October is Breast Cancer Awareness Month.
Working in partnership with our parent company, Sinclair Broadcast Group, we want to keep you informed about important health and safety matters.
In this Sinclair Cares Report, Jennifer Gilbert shows you how some new technology is helping both doctors and patients in the fight against breast cancer.
25 years ago Tammy Taylor faced what many woman fear after a lump was discovered in her breast.
Tammy's mom did from breast cancer when she was 50.
Tammy was determined to fight, so she she underwent surgery with a common method that surgeons use to locate the tumor, a wire inserted in the breast.
Tammy's tumor turned out to be benign but earlier this year, another lump showed up and this time it was cancer.
Tammy would have to undergo another surgery, but this time she was in the hands of Dr. Dona Hobart, medical director of the Lifebridge Health Breast Care Centers, in Maryland.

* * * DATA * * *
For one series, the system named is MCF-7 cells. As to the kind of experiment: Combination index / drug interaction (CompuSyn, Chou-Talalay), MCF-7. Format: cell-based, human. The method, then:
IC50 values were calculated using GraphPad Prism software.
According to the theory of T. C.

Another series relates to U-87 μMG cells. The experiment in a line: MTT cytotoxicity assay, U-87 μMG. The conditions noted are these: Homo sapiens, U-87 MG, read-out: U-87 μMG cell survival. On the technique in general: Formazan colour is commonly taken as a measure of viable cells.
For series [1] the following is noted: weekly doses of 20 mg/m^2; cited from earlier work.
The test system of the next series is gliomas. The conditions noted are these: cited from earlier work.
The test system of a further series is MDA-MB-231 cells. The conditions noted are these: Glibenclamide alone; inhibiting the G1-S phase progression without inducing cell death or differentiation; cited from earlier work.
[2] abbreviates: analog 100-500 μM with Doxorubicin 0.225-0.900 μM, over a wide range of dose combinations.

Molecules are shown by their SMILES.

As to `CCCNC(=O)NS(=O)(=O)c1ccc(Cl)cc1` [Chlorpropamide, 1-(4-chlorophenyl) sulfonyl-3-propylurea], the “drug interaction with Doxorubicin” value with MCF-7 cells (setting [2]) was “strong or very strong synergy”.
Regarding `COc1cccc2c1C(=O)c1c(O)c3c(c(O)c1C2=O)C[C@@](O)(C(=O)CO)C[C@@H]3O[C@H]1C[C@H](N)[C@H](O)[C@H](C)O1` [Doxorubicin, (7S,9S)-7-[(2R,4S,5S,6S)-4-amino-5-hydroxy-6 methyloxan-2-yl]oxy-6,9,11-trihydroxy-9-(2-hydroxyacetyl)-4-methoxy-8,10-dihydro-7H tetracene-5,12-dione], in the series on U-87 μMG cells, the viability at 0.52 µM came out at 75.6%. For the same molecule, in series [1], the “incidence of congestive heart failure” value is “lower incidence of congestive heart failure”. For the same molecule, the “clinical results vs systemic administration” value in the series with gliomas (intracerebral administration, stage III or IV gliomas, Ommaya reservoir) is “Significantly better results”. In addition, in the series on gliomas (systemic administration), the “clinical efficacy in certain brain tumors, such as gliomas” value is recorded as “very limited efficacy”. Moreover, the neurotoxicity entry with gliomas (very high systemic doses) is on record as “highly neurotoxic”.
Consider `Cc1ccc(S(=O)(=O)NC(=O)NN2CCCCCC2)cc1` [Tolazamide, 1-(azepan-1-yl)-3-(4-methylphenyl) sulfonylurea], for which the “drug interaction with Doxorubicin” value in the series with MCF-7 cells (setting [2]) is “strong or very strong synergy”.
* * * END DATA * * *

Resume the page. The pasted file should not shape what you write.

This year, Dr. Hobart became the first surgeon in Maryland to use a new technology that makes things easier for doctor and patients. "It simply allows us to find the bad part of the breast that needs to come out," said Dr. Hobart.
The new technology uses wireless radio frequency identification, or RFID, the same technology used in your credit cards.
The device is called a localizer, which uses a miniature marker, or tag, that's implanted in the breast and a handheld reader and probe.
It's like a GPS to show exactly where to go, and for patients like Tammy, it made a world a difference the second time around.